“The best man in Worthington!” said Hal passionately. “Oh!” He shook his clenched fists at the outer darkness. “I’ll make somebody pay for this.”
Esme’s hand fell upon his arm. “Do you want me to stay?” she asked.
“No. You must go home. It’s been a terrible thing for you.”
“I’ll go to the hospital,” she said, “and I’ll ’phone you as soon as there is any news.”
“Better come home with me, Hal,” said his father gently.
The younger man turned with an involuntary motion toward the desk, still wet with his friend’s blood.
“I’ll stay on the job,” he said.
Understanding, the father nodded his sympathy. “Yes; I guess that would have been Mac’s way,” said he.
Work pressing upon the editor from all sides came as a boon. The paper had to be made over for the catastrophe which, momentarily, overshadowed the typhus epidemic in importance. In hasty consultation, it was decided that the “special” on the ownership of the infected tenements should be set aside for a day, to make space. Hal had to make his own statement, not alone for the “Clarion,” but for the other newspapers, whose representatives came seeking news and also—what both surprised and touched him—bearing messages of sympathy and congratulation, and offers of any help which they could extend from men to pressroom accommodations. Not until nearly two o’clock in the morning did Hal find time to draw breath over an early proof, which stated the casualties as seven killed outright, including Veltman who was literally torn to pieces, and twenty-two seriously wounded.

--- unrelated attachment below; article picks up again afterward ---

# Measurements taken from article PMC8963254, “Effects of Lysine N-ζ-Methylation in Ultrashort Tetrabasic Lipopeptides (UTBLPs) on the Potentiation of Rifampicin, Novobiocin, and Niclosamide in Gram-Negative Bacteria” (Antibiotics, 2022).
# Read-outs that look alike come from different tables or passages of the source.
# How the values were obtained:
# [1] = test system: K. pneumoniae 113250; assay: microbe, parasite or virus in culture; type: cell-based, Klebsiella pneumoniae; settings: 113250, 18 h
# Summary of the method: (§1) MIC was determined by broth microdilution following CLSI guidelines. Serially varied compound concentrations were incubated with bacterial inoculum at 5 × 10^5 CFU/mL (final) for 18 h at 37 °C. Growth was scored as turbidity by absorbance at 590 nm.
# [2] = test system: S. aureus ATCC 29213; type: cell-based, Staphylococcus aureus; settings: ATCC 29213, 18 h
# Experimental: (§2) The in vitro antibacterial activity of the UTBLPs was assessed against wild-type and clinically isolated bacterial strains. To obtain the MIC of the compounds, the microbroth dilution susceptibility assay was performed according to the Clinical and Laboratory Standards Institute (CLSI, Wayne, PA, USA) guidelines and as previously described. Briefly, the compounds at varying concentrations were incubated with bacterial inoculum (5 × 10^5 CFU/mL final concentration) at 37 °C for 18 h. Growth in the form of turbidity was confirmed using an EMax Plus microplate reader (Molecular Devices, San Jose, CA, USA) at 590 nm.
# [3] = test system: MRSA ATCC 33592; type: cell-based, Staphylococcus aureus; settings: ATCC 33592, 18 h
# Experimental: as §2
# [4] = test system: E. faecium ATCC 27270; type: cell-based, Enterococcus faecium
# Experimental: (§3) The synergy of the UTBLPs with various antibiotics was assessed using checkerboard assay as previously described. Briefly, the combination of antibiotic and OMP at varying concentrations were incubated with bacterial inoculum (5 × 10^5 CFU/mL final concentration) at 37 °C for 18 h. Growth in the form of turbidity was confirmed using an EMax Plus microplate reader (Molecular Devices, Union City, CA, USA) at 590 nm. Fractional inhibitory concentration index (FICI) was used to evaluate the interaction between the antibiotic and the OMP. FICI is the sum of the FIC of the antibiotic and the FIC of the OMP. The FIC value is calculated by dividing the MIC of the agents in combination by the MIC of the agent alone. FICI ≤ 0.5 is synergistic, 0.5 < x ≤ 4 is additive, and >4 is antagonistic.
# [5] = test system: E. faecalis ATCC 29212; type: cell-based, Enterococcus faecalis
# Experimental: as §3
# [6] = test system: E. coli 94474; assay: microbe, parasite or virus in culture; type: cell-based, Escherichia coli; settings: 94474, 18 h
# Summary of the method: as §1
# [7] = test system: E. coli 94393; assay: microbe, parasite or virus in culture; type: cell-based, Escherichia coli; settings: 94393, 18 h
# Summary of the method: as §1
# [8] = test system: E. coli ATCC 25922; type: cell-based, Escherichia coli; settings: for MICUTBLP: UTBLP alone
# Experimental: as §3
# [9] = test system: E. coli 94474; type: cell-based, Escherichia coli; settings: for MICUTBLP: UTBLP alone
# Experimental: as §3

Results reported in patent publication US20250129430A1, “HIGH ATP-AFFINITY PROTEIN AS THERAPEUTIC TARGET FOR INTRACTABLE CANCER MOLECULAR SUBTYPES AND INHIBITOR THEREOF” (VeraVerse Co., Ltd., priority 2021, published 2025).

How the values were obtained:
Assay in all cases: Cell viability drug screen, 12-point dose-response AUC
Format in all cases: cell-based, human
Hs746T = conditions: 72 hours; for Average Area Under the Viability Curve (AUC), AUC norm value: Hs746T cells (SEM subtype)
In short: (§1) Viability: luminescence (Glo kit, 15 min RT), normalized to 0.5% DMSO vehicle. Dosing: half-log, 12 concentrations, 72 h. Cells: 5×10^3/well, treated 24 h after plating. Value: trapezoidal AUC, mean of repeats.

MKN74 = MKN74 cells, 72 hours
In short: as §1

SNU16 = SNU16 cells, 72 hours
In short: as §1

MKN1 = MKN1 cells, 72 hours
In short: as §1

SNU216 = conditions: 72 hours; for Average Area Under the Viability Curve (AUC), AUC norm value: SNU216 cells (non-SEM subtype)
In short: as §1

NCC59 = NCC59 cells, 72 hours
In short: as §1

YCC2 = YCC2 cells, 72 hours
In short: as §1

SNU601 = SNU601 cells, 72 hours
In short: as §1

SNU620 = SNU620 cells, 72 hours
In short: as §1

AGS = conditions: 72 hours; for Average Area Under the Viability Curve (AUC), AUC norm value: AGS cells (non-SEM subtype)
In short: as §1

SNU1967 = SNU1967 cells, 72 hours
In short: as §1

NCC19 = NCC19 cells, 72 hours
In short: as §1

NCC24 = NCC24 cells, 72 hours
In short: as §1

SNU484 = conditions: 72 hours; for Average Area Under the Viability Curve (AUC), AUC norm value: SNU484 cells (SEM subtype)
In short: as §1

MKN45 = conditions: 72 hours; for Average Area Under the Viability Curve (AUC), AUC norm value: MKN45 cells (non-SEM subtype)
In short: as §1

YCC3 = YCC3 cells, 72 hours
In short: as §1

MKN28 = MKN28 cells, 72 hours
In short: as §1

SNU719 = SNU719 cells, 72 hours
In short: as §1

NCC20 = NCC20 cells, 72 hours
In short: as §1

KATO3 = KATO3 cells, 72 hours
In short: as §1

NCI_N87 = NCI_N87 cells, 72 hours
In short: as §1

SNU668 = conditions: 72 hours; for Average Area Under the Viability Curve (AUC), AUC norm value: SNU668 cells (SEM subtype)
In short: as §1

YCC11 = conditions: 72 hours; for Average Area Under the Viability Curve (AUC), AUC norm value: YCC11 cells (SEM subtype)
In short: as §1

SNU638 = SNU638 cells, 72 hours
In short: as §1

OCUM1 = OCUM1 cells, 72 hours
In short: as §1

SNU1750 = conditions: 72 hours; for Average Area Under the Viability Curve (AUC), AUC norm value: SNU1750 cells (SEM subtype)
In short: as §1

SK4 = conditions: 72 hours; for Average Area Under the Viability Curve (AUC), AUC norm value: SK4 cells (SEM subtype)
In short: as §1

From his reading Hal was called to the ’phone. Esme’s voice came to him with a note of hope and happiness.
“Oh, Hal, they say there’s a chance! Even a good chance! They’ve operated, and it isn’t as bad as it looked at first. I’m so glad for you.”
“Thank you,” said Hal huskily. “And—bless you! You’ve been an angel to-night.”
There was a pause: then, “You’ll come to see me—when you can?”
“To-morrow,” said he. “No—to-day. I forgot.”
They both laughed uncertainly, and bade each other good-night.
Hal stayed through until the last proof. In the hallway a heavy figure lifted itself from a chair in a corner as he came out.
“Dad!” exclaimed Hal.
“I thought I’d wait,” said the charlatan wistfully.
No other word was necessary. “I’ll be glad to be home again,” said Hal. “You can lend me some pajamas?”
“They’re laid out on your bed. Every night.”
The two men passed down the stairs, arm in arm. At the door they paused. Through the building ran a low tremor, waxing to a steady thrill. The presses were throwing out to the world once again their irrevocable message of fact and fate.